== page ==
THE BLOG
07/06/2014 03:31 pm ET | Updated Sep 05, 2014

Why Jamie Dimon Has a Better Prognosis Than Owners of Closely Held Businesses

The business world has been abuzz with succession speculation at JPMorgan Chase following the jaw-dropping announcement that its leader, Jamie Dimon, has throat cancer.

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Fortunately, in Mr. Dimon's own words, it appears the cancer has been caught in time with the future prognosis being "excellent" -- both for Mr. Dimon and succession at JPMorgan Chase. Unfortunately, the same cannot be said for the state of succession at most closely held businesses. If succession was a disease, it would be moved to the top of the critical list. The situation is that bad.

The harsh reality is that the business landscape is littered with leaders and owners who chose -- yes, chose -- to imperil their legacy and family's security. In fact, the 2013 American Bar Association Morton Harris White Paper (Harris) documents that not having a written business succession plan is tantamount to or, at the very least, an underlying cause of business failure. Specifically, Harris points to studies showing that 97 percent of businesses that failed following the owner's death did not have a succession plan, and that only 38 percent of business owners have a written succession plan. What becomes abundantly clear is that most owners would rather not deal with succession and thereby acknowledge their own mortality. Some seek refuge in denial and inertia. Others convince themselves that they have plenty of time. Regardless of the circumstances, this is the moment to take action.

Set out below are four tips on how we at C-Suite Advantage, high-stakes advisors to leading CEOs and business owners, use succession and exit strategy to help unburden leaders to become models of transformational change.

No sugar-coating
Before diving right in, the business owner needs to be made aware of the ticking time bombs that lie ahead:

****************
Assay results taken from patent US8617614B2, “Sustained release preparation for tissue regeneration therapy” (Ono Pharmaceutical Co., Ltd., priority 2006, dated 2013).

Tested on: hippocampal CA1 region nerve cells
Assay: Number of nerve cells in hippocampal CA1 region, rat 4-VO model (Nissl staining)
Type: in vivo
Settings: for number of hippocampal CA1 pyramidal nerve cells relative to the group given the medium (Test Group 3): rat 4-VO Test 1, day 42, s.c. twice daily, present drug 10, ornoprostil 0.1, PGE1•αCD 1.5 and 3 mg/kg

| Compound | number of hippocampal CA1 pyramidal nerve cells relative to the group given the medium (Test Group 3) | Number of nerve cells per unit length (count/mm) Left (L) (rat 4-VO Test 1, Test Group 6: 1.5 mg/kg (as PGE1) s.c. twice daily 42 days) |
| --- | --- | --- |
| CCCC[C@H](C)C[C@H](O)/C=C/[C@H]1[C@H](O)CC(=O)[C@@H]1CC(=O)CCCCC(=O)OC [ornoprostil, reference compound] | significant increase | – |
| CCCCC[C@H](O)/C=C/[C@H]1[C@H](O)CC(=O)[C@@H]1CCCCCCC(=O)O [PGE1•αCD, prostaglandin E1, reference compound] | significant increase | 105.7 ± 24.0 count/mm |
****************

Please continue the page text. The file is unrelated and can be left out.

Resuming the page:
• There will be many more business sellers than buyers in the coming years
• Most businesses rarely survive to the next generation
• Many business owners have as much as 90 percent of their net worth tied up in their business
• 70 percent of business owners have no succession or exit plan

When considered together, the magnitude of the problem (opportunity) becomes abundantly clear, making succession planning the number one threat to closely held businesses. The ramifications to business owners, stakeholders and the economy as a whole are enormous. According to the Small Business Administration, family owned and closely held businesses comprise over 90 percent of all U.S. business enterprises and are responsible for more than 60 percent of U.S. employment.

Open Up
Many businesses today lack the requisite clarity and focus to identify the proper path to succession. This not only negates their ability to create value and long-term financial security but also becomes toxic when mixed with succession and exit planning. To family members and advisors alike, this can be an endless source of frustration.

Seek an outside assessment
Developing a proactive approach to succession is critical. An outside assessment is the first and most important element of the blueprint for success, which puts the owner, the organization and the family in the fast lane. An assessment sends the clear system-wide message that the boss is serious and committed -- meaning it is time for everyone to get onboard. Furthermore, an assessment sets the table for estate planners, wealth managers and other experts who can "take it from here"-- ultimately producing the highest return and best results.

"Buyerize" the Business
Business owners need to make themselves and the organization ready for an orderly transition. This is best accomplished by:

• Changing the mindset and priorities
• Getting the "house" in order
• Unlocking hidden and misplaced value
• Providing information and access
• Offering the promise of a better future

Succession is what can ultimately drive or stall the business owner. Once this subject reaches the boss's radar then life as s/he knows it forever changes. For some, the status quo becomes entrenched, while others facing the same circumstances thrive by embracing new paradigms. Ironically, each fully understands the stakes but differs in their willingness to be moved out of their comfort zone in order to accomplish the desired outcome.

Like Mr. Dimon's throat cancer, succession and exit planning require immediate expert attention and must not to be left to chance. Whether fair or not, many fates are directly tied to the outcome of these weighty, complex issues. Invariably one either embraces the challenge ahead or goes in the other direction. Those that fail to proactively plan threaten their own and others' financial security. They also leave a wide open playing field to those that heed this warning and take the steps necessary to capitalize on the opportunities ahead. The winners will be the ones most determined to leave the party while still having fun. We wish Mr. Dimon a speedy recovery to good health. We know that he will provide philanthropic dollars to help others with the same illness and increase awareness. We also think other companies will now take a good hard look at their succession plans.